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Perform Different Text Animations With jQuery

When it comes to my name, there is often a lot of confusion. On social media sites such as Twitter, GitHub, and similar, I often go by nraboy which is the first character of my first name (Nic) followed by my last name (Raboy). When people see that, they often think of The National Rifle Association (NRA), which is obviously unrelated to what I’m trying to present myself as. However, due to the NRA acronym being similar to my online handles, I get included on a lot of crazy conversations that I really don’t want to be a part of. In fact, it is one of the main reasons why the blog was rebranded from blog.nraboy.com to thepolyglotdeveloper.com.

Out of this I decided to create an animation showing the obvious. Rather than putting my video editing skills to the test, I decided to create an animation using jQuery and simple JavaScript. In this tutorial we’re going to play around with some text animations using jQuery.

To get an idea of the animation that I had created, take a look at the following animated image:

Animate Text with jQuery

As you can see, there are three different effects going on. The first animation is the fade in of each character followed by an animated margin being added between the two words. Finally a block of words fades in. To create these effects we have to take into consideration delays as well as the animation effect themselves.

We’re going to start by reproducing what I’ve done, and then add some other features to the animation as well. On your computer, create an index.html file with the following boilerplate code:

<!DOCTYPE html>
<html>
    <head></head>
    <body>
        <script src="https://ajax.googleapis.com/ajax/libs/jquery/3.3.1/jquery.min.js"></script>
        <script>
            $(document).ready(() => {
                // Animation logic here...
            });
        </script>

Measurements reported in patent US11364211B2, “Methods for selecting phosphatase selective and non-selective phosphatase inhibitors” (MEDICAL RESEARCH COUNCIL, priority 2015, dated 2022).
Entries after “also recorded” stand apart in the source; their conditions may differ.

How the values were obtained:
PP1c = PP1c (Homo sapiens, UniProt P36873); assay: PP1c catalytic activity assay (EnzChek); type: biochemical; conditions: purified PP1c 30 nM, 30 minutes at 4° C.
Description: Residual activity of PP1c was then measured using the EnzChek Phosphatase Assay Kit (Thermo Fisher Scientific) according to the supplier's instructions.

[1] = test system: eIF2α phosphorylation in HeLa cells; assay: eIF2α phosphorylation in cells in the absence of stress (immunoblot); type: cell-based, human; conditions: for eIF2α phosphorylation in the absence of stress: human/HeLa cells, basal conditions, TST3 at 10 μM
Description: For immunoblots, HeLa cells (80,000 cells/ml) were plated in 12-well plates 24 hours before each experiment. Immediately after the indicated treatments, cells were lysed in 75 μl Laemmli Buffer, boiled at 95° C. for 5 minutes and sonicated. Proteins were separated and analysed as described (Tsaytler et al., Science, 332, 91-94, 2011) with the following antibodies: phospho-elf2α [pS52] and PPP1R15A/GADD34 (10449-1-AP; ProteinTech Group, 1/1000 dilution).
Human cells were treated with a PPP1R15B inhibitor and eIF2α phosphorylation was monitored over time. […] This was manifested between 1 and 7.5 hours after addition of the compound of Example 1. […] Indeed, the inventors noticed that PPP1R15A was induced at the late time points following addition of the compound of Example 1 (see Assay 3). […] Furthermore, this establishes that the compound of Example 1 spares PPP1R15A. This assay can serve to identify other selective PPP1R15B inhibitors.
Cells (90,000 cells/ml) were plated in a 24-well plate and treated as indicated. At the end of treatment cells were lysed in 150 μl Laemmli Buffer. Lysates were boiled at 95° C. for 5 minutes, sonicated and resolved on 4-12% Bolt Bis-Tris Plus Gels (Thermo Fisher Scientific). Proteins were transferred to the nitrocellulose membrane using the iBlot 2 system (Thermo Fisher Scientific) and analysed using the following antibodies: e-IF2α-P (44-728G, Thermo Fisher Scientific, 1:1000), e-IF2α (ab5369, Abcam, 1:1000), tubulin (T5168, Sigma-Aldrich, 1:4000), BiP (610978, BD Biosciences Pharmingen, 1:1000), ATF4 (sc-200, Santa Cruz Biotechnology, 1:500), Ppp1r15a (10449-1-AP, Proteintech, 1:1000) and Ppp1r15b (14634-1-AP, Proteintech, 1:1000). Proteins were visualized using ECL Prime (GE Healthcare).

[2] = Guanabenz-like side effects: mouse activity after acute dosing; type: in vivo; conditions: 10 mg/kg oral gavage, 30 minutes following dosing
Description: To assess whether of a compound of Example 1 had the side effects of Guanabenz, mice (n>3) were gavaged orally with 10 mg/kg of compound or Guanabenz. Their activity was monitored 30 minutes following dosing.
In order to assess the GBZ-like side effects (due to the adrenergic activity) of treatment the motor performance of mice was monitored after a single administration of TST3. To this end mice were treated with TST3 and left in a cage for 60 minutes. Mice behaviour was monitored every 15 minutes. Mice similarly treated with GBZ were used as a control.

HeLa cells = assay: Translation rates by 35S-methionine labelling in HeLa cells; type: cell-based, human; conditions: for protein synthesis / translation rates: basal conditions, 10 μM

</body>
</html>

In the above code we’ve just included the jQuery library and prepared our script when the document becomes ready. The next step is to define the DOM components that we wish to animate:

<!DOCTYPE html>
<html>
    <head></head>
    <body>
        <div class="centered">
            <span class="firstname">n</span>
            <span class="firstname">i</span>
            <span class="firstname">c</span>
            <span class="lastname">r</span>
            <span class="lastname">a</span>
            <span class="lastname">b</span>
            <span class="lastname">o</span>
            <span class="lastname">y</span>
            <div class="info">It's my name, not the NRA</div>
        </div>
        <script src="https://ajax.googleapis.com/ajax/libs/jquery/3.3.1/jquery.min.js"></script>
        <script>
            $(document).ready(() => {
                // Animation logic here...
            });
        </script>
    </body>
</html>

In the above code you’ll notice that we have each character as a separate <span> tag. This will allow us to give a different effect to each character, something that can’t easily be done if we use a single string. The string that we do have works because we plan to animate the entire string at once, not character by character.

If we wanted to get a little fancy, we can define our styles for each element like the following:

<style>
    body {
        background-color: silver;
    }
    .centered {
        background-color: #555555;
        border: 1px solid #000000;
        color: #FFFFFF;
        width: 550px;
        padding: 15px;
        height: 150px;
        position: fixed;
        top: 50%;
        left: 50%;
        margin-top: -50px;
        margin-left: -200px;
    }
    .info {
        font-size: 30px;
        display: none;
    }
    span {
        font-size: 100px;
        font-weight: bold;
    }
    .firstname:not(:first-of-type) {
        display: none;
    }
</style>